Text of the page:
The suspected shooter at an elementary school in Connecticut was identified in various media reports as Ryan Lanza, but new reports indicate that the gunman was actually his brother, 20-year-old Adam Lanza.
Initial reports named Ryan Lanza of Hoboken, N.J., as the gunman responsible for the shooting at Sandy Hook Elementary School in Newtown, Conn. However, police in Hoboken were reportedly questioning the 24-year-old sibling, who is not a suspect, according to The New York Post.
Sources told The Post the alleged shooter was actually Adam Lanza, 20, who open fired on a classroom leaving 26 dead, including 20 children. The Post reported that Lanza's mother, Nancy, was a teacher at the school, and that he shot her kindergarten class after having a "dispute with her."
The New York Times also confirmed the identity of the shooter as 20-year-old Adam Lanza, according to law enforcement officials. Police also told NBC another Lanza family member was found dead at a Newtown home.
Authorities are questioning 24-year-old Ryan Lanza about his brother Adam's actions.
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Initially, a Facebook page for Ryan Lanza of Hoboken, N.J., was used by many media outlets, including Slate, to identify the shooter. However, Ryan Lanza was only questioned by police after the shooting, which was allegedly conducted by his brother Adam Lanza, whose body was found inside the school.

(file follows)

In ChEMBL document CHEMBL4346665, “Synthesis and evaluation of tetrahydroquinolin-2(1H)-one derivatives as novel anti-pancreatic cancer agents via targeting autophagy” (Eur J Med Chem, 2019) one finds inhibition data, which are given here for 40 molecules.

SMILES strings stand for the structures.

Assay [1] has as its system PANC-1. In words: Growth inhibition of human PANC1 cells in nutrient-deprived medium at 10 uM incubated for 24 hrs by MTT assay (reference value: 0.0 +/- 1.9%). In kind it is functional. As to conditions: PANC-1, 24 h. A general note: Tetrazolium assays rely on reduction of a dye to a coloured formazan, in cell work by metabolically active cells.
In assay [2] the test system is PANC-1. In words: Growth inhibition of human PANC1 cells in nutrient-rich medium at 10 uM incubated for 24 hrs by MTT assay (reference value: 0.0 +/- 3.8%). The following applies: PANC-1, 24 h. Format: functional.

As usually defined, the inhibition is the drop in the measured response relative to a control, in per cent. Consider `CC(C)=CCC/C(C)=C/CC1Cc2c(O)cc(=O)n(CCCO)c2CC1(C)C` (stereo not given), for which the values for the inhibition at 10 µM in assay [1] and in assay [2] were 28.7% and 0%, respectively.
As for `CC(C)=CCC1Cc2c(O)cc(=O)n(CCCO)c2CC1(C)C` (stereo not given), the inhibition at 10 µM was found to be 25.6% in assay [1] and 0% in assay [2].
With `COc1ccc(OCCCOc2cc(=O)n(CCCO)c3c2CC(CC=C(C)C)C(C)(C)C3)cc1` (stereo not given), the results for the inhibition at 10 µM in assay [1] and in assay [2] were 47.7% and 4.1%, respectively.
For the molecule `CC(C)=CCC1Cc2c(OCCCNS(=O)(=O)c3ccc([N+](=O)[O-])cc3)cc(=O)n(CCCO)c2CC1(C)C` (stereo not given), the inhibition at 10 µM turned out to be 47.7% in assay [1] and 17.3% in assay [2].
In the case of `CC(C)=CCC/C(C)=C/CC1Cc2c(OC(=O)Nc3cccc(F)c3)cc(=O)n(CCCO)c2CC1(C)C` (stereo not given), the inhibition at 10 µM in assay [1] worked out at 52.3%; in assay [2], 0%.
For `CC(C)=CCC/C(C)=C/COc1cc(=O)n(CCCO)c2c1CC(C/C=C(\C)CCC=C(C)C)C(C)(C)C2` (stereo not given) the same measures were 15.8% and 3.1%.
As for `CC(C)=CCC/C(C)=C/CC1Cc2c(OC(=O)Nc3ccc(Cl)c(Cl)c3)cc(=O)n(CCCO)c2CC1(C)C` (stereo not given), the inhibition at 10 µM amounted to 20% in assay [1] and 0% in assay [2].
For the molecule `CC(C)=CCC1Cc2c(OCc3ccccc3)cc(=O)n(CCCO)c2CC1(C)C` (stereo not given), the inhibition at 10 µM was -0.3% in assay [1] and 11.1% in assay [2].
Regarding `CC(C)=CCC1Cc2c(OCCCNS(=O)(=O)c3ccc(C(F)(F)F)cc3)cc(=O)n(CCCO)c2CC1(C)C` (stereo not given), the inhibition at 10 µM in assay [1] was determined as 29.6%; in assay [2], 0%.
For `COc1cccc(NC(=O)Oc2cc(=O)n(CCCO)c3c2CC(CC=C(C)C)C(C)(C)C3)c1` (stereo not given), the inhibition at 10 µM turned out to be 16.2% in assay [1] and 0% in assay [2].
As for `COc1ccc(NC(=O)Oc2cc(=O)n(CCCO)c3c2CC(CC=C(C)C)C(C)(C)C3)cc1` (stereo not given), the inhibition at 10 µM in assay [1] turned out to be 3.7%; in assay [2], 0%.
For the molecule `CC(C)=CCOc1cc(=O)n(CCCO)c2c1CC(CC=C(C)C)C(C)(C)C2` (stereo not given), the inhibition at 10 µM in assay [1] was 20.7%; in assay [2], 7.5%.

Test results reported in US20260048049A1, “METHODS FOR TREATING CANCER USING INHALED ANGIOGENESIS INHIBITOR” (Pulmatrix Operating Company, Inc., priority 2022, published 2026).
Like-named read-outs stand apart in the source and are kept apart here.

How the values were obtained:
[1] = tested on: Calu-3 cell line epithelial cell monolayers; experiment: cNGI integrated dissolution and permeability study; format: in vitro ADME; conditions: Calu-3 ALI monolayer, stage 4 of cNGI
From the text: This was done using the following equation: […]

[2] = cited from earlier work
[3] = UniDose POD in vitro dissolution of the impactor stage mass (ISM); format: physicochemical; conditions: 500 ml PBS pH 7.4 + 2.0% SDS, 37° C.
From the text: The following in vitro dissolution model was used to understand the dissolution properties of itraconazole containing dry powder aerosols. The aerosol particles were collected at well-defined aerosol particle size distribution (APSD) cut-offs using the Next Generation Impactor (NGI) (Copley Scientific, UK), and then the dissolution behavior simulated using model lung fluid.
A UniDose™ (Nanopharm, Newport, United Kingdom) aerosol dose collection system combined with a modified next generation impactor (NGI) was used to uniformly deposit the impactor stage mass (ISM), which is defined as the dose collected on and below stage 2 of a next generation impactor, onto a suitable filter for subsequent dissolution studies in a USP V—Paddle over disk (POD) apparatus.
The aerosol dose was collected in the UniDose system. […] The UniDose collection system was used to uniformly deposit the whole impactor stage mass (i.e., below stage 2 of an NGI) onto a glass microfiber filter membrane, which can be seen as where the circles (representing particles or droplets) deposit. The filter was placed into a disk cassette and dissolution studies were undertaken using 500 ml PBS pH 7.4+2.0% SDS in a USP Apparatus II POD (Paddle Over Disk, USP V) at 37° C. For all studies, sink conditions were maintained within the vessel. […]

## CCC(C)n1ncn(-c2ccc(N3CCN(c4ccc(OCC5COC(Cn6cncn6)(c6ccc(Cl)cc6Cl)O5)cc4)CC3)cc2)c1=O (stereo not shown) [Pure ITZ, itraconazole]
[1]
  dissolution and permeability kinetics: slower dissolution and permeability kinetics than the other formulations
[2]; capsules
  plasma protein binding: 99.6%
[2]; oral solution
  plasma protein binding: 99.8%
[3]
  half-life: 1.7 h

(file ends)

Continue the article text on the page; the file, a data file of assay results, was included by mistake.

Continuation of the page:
Police said Lanza was found dead inside the school building after using a high-powered .223-caliber assault rifle in the shooting. He was reportedly wearing dark clothing, a mask, and a bulletproof vest, and initial reports said he was carrying a total of four guns. Police have not given a cause of death or the manner in which it happened.
Police responded to a 9:41 a.m. emergency call after students reported a shooting at the school. Witnesses said they heard multiple gunshots and were instructed to hide, NBC reported.
The shooting is one of the worst school shootings in history, alongside such tragedies as the shootings Virginia Tech and Columbine High School.
“The majority of those who died today were children, beautiful little kids between the ages of 5 and 10 years old,” a visibly distraught President Obama said during a press conference, pausing for long periods at a time.
“They had their entire lives ahead of them: birthdays, graduations, weddings, kids of their own," he continued, wiping away a tear.